CAST: Anthony Mackie, Sebastian Stan, Wyatt Russell, Clé Bennett, Erin Kellyman, Desmond Chiam, Dani Deetté, Indya Bussey, Amy Aquino, Noah Mills, Carl Lumbly, Elijah Richardson, Danny Ramirez
RUNNING TIME: 50 mins
PREVIOUSLY, ON THE FALCOLN AND THE WINTER SOLDIER (MILD SPOILERS): Six months on from returning to life following the “Blip”, Sam Wilson (Mackie) and Bucky Barnes (Stan) are struggling to cope with their responsibilities and past traumas, especially after their friend Steve Rogers retires from being Captain America. Sam, who has refused to carry on Steve’s legacy, tracks an anti-government group called the Flag-Smashers, while Bucky reluctantly attends court-mandated therapy. Both are shocked and angered by the unexpected announcement of a new Captain America: John Walker (Russell).
IN THIS EPISODE: Sam and Bucky team up to track the Flag-Smashers in Germany, and butt heads with Walker who makes his introduction on the battlefield…
NOW FOR THE REVIEW…
As quickly as Disney+ viewers fell in love with Baby Yoda during the first episode of The Mandalorian, they also knew from the very moment he first appeared, right at the very end of last week’s debut entry for The Falcon and The Winter Soldier miniseries, that the new Captain America, John Walker (played by Wyatt Russell), was someone to hate. Although Walker did indeed adopt the mantle for a short while in the original Marvel comics, his on-screen incarnation perhaps faces a lot more scrutiny from fans so used to seeing nobody but Chris Evans’ Steve Rogers with the suit and shield, and his flimsy grimace and obnoxious wink to the camera in last week’s final shot was just too much to handle for many.
The second episode of the miniseries – titled The Star-Spangled Man, after the catchy Alan Menken-composed theme song from Captain America: The First Avenger – puts Walker in the spotlight almost right away, giving us some time to get to know him and his approach to being the new Captain America, and while it’ll be some time before we know the true intentions of this incarnation of John Walker, we now know enough about the guy to decide that he is, indeed, kind of a git. The character obviously doesn’t appear to have much of the humanity or charisma that his predecessor had, and he sometimes acts like he’s Captain America by way of Homelander from The Boys, which will undoubtedly make for an interesting dynamic as this series get more and more underway.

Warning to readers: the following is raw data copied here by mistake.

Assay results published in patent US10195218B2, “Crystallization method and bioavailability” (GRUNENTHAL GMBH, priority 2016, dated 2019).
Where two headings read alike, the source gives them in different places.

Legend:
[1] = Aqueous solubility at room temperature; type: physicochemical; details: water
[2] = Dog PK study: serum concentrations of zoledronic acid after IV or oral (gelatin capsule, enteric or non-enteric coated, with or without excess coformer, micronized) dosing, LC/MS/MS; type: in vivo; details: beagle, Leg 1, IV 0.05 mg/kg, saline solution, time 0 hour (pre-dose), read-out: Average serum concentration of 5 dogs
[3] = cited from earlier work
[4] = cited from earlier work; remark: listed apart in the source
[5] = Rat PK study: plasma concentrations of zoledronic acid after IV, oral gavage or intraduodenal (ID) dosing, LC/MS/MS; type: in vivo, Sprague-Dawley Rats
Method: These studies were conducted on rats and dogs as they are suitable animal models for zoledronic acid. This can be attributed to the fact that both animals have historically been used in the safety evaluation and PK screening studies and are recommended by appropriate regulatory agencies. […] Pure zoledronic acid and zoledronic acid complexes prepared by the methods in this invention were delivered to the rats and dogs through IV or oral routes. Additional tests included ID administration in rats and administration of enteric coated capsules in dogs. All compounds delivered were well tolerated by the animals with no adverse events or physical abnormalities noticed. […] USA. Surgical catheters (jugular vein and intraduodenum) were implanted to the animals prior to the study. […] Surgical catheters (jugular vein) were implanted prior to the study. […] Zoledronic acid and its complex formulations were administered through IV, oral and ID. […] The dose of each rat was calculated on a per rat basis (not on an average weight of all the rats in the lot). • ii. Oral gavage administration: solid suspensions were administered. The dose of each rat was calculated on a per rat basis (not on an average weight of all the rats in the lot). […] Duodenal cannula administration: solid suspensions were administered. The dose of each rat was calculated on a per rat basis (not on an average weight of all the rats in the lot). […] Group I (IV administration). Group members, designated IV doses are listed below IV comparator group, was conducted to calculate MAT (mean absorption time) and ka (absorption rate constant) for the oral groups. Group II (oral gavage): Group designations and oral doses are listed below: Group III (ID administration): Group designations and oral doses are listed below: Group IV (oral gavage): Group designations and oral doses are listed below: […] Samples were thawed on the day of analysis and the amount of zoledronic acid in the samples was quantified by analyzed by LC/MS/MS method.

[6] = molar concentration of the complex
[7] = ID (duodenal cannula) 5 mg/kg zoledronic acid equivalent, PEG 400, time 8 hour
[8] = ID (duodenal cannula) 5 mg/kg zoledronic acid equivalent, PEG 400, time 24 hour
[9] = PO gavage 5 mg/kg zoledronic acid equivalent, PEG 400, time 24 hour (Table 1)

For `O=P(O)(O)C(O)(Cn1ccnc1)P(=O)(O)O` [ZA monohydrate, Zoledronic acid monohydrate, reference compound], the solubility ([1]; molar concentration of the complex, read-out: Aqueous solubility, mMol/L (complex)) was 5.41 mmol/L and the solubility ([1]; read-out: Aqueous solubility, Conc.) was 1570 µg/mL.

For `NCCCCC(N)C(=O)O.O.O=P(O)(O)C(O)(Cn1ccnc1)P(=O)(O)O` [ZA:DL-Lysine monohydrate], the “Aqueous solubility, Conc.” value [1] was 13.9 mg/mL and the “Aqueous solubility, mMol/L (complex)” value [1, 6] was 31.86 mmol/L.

However, the title for this series isn’t That Git John Walker, but rather The Falcon and The Winter Soldier, and there’s already some enjoyable banter between the two as they reunite for the first hurdle of their mission together. Following on from last week, beyond their shock and anger at someone else filling in for their good friend Steve, Sam and Bucky (Anthony Mackie and Sebastian Stan) team up for a skirmish against the anarchy group known as the Flag-Smashers, who they’ve tracked to a warehouse somewhere in Germany, but quickly discover that not only are the team members more than a match for the two, but they also appear to possess super-soldier strength as Steve Rogers once did. It’s here that we also see Wyatt Russell’s John Walker make his combative debut after big publicity interviews, and he’s about as useful as you would imagine a second-rate Captain America would be on the battlefield.